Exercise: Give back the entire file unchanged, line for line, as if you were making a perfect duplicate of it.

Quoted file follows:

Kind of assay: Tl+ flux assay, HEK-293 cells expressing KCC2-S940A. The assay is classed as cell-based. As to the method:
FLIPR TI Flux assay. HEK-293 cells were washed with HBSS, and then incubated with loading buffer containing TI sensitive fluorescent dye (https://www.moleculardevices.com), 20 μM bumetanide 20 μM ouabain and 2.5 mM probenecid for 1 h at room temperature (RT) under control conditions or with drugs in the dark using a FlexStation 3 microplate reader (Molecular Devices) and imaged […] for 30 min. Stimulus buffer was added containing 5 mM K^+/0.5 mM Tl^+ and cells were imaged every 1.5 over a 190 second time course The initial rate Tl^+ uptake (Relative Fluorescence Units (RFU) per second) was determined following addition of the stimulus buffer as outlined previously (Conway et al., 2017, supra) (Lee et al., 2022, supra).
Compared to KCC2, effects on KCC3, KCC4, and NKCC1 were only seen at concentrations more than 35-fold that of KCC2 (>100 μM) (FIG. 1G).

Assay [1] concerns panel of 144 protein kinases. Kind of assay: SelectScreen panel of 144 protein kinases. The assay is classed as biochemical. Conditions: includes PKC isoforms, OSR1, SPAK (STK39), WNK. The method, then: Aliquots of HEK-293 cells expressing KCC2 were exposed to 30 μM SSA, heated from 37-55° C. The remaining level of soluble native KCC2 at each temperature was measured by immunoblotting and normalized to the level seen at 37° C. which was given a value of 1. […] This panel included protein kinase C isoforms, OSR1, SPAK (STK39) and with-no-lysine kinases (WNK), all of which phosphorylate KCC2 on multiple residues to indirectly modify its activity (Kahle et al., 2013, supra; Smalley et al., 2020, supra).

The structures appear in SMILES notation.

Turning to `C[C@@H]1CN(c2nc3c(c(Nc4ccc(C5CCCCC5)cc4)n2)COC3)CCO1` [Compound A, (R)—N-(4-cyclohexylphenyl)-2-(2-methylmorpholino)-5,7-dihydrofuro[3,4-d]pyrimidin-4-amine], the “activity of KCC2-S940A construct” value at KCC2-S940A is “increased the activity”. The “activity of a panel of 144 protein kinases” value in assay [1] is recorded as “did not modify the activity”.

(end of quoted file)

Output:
Kind of assay: Tl+ flux assay, HEK-293 cells expressing KCC2-S940A. The assay is classed as cell-based. As to the method:
FLIPR TI Flux assay. HEK-293 cells were washed with HBSS, and then incubated with loading buffer containing TI sensitive fluorescent dye (https://www.moleculardevices.com), 20 μM bumetanide 20 μM ouabain and 2.5 mM probenecid for 1 h at room temperature (RT) under control conditions or with drugs in the dark using a FlexStation 3 microplate reader (Molecular Devices) and imaged […] for 30 min. Stimulus buffer was added containing 5 mM K^+/0.5 mM Tl^+ and cells were imaged every 1.5 over a 190 second time course The initial rate Tl^+ uptake (Relative Fluorescence Units (RFU) per second) was determined following addition of the stimulus buffer as outlined previously (Conway et al., 2017, supra) (Lee et al., 2022, supra).
Compared to KCC2, effects on KCC3, KCC4, and NKCC1 were only seen at concentrations more than 35-fold that of KCC2 (>100 μM) (FIG. 1G).

Assay [1] concerns panel of 144 protein kinases. Kind of assay: SelectScreen panel of 144 protein kinases. The assay is classed as biochemical. Conditions: includes PKC isoforms, OSR1, SPAK (STK39), WNK. The method, then: Aliquots of HEK-293 cells expressing KCC2 were exposed to 30 μM SSA, heated from 37-55° C. The remaining level of soluble native KCC2 at each temperature was measured by immunoblotting and normalized to the level seen at 37° C. which was given a value of 1. […] This panel included protein kinase C isoforms, OSR1, SPAK (STK39) and with-no-lysine kinases (WNK), all of which phosphorylate KCC2 on multiple residues to indirectly modify its activity (Kahle et al., 2013, supra; Smalley et al., 2020, supra).

The structures appear in SMILES notation.

Turning to `C[C@@H]1CN(c2nc3c(c(Nc4ccc(C5CCCCC5)cc4)n2)COC3)CCO1` [Compound A, (R)—N-(4-cyclohexylphenyl)-2-(2-methylmorpholino)-5,7-dihydrofuro[3,4-d]pyrimidin-4-amine], the “activity of KCC2-S940A construct” value at KCC2-S940A is “increased the activity”. The “activity of a panel of 144 protein kinases” value in assay [1] is recorded as “did not modify the activity”.